Mela Sciences (NSDQ:MELA) CEO Dr. Joseph Gulfo raised $130 million, lead what he calls the “largest prospective clinical study ever conducted in melanoma detection” and developed a product he believes can help make a dent in the thousands of deaths that happen every year from skin cancer, but he can’t get his calls answered by the FDA.
More than two years into a “six month review” for FDA approval on a hand-held biopsy device for skin cancer , MELA is still languishing in a regulatory purgatory, despite getting a positive panel review vote back in November 2010.
The company filed a 35-page “citizen’s petition” to Food & Drug Administration commissioner Margaret Hamburg in May, asking her to enforce a binding protocol agreement and investigate the company’s pre market application for the Mela Find device.
Read more of MassDevice’s coverage of Mela Sciences’ troubles with the FDA
All that and Gulfo told MassDevice that the company still hasn’t heard boo from the watchdog agency.
“We’ve received no response,” he told us. “What we were looking for with that petition was transparency. It’s really the buzzword of administration and this FDA and all we want is transparency. In that petition we laid out for the commissioner the 6 or 7 ways that the protocol agreement was violated and another 6 to 7 ways in which the FDA regulation was violated.”
Gulfo’s contention is that the FDA hasn’t played it straight with MELA, which he said entered into a binding protocol agreement with the agency in 2004 before conducting a clinical trial and has made amendments to its application at the behest of the agency.
“When I say this is egregious it’s because we did everything right,” he told us. “We cut no corners. We picked most rigorous ways to go and we were successful. And to be in the 25th month of a six month review with one American an hour dying because doctors miss this dreadful disease when it’s curable is really unconscionable.”
The MelaFind instrument uses a computer-controlled multi-spectral dermoscope, employing light to image the skin through a thin layer of liquid (alcohol or oil), making lesion structures under the skin surface visible to dermatologists. The device records the images, which are sent to a computer that uses an algorithm to compare it with pictures of thousands of malignant and benign lesions to determine the likelihood of skin cancer.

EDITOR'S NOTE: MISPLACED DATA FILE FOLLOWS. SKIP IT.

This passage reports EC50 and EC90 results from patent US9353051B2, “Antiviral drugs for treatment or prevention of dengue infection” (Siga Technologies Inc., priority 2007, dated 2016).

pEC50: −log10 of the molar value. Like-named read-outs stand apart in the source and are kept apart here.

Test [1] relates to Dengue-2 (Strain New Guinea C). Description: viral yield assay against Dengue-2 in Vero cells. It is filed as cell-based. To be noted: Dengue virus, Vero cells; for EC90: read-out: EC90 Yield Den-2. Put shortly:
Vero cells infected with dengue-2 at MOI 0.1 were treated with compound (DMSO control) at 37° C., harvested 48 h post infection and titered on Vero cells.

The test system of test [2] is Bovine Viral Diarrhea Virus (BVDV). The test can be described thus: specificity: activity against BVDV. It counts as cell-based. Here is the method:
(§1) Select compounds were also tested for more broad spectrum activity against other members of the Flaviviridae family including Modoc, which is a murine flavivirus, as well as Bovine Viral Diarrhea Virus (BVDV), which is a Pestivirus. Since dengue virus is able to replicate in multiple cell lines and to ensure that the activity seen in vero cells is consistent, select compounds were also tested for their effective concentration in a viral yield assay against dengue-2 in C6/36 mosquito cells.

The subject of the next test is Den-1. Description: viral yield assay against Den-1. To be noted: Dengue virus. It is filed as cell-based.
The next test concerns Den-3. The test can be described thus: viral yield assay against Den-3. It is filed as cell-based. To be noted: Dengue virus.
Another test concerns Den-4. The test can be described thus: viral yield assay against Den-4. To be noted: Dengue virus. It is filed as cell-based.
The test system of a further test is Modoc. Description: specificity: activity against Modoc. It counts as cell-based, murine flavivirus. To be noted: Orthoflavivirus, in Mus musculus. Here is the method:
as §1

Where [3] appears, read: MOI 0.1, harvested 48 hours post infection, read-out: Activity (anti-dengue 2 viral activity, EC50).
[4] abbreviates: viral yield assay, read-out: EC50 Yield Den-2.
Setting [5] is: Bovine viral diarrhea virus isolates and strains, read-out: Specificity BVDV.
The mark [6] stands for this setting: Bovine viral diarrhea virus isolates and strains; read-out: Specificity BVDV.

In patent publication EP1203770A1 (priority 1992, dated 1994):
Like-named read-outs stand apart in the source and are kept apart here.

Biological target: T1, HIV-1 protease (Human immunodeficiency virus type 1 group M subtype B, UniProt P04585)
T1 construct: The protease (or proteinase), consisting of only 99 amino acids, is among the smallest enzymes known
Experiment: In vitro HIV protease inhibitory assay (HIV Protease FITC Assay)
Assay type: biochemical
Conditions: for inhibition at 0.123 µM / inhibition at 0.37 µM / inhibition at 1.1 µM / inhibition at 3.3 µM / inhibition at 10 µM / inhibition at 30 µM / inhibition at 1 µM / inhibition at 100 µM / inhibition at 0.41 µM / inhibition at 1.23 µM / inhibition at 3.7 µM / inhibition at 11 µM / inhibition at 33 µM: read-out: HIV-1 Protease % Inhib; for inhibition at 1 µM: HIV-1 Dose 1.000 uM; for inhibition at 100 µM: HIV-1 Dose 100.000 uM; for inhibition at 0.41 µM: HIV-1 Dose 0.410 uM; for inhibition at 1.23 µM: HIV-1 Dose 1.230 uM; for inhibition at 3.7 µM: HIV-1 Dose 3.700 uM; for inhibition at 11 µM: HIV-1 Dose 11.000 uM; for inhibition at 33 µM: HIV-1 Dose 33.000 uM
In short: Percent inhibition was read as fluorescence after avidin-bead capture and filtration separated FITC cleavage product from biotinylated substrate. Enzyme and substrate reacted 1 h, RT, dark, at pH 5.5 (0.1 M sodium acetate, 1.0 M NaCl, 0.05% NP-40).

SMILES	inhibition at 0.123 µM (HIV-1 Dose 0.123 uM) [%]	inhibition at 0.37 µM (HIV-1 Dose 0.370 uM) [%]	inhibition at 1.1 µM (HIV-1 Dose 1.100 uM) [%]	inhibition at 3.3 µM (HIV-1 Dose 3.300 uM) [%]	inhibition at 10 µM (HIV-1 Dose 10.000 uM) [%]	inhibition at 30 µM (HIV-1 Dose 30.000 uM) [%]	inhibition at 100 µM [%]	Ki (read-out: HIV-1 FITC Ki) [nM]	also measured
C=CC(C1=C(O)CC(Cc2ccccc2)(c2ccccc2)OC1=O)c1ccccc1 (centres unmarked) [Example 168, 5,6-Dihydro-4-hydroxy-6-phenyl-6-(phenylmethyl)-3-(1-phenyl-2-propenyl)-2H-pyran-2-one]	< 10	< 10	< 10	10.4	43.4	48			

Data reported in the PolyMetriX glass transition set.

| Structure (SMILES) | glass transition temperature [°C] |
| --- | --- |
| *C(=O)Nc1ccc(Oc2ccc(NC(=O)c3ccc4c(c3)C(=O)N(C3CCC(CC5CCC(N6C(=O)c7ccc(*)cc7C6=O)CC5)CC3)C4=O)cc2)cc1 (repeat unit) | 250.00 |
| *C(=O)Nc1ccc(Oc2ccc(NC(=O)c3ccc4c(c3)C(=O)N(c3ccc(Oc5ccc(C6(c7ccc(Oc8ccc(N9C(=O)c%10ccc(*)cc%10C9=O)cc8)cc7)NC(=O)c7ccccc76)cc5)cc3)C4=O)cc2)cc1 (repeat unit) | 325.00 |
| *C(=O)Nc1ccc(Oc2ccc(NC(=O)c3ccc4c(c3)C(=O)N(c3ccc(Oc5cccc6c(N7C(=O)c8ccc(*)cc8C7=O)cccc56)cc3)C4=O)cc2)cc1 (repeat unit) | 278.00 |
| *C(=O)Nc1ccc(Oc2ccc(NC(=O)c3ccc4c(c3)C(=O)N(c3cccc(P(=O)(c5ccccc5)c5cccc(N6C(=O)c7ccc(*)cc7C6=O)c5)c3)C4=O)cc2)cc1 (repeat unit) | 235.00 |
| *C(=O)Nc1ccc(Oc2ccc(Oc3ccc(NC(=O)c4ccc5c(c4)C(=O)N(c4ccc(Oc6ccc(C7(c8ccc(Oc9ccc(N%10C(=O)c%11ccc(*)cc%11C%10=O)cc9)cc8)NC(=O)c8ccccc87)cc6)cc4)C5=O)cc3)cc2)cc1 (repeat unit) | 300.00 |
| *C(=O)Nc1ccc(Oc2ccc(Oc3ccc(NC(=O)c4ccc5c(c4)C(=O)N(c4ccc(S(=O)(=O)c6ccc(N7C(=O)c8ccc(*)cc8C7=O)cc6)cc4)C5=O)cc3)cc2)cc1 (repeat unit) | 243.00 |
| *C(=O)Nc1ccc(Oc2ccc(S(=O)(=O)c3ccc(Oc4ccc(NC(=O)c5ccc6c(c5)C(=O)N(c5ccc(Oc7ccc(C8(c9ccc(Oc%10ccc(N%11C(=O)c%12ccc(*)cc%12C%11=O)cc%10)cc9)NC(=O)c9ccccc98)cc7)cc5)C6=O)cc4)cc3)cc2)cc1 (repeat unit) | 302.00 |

Mela claims the procedure can help dermatologists easier identify skin lesions, which should be biopsied for risk of cancer.
A clinical trial of 1,300 patients in 2009 showed that the MelaFind’s ability to detect cancerous lesions was 2.5 times greater than a dermatologist’s, according to media reports.
The FDA’s General & Plastic Surgery Devices advisory panel recommended approval of the device on a narrow 8 to 7 vote Nov. 18, 2010. The review panel’s vote is non-binding, but the FDA often takes its cues from advisory panels in making final rulings on PMA applications. The vote came two days after the release of a scathing internal FDA review of the Irvington, N.Y.-based company’s device. The FDA said the device as a biopsy replacement may cause "more harm than good," was not studied adequately and urged the company to run a new clinical trial.
Gulfo said that the panel vote would have been much more in MELA’s favor had the device’s indication been limited to dermatologists rather then all physicians.
“You invest that time to lock onto the best study design and now you have two more years after that,” he told us. “That’s not what investors signed on for. I raised $130 million on that very rare binding agreement. This is not appropriate.”
Still, he said the company is not giving up. It plans to file for CE Mark to sell the device in Europe and he still has faith that the FDA will see through on the panel’s decision and clear the device for market. He also dismisses the notion that there’s anything personal in the company’s public case against the agency. He believes that the company is simply a casualty of the current political climate.
“We’re collateral damage in the efforts to re-design the 510K program,” he told us. “I’m just being a megaphone for transparency.”
Repeated calls to the FDA seeking comment were not returned as of publication.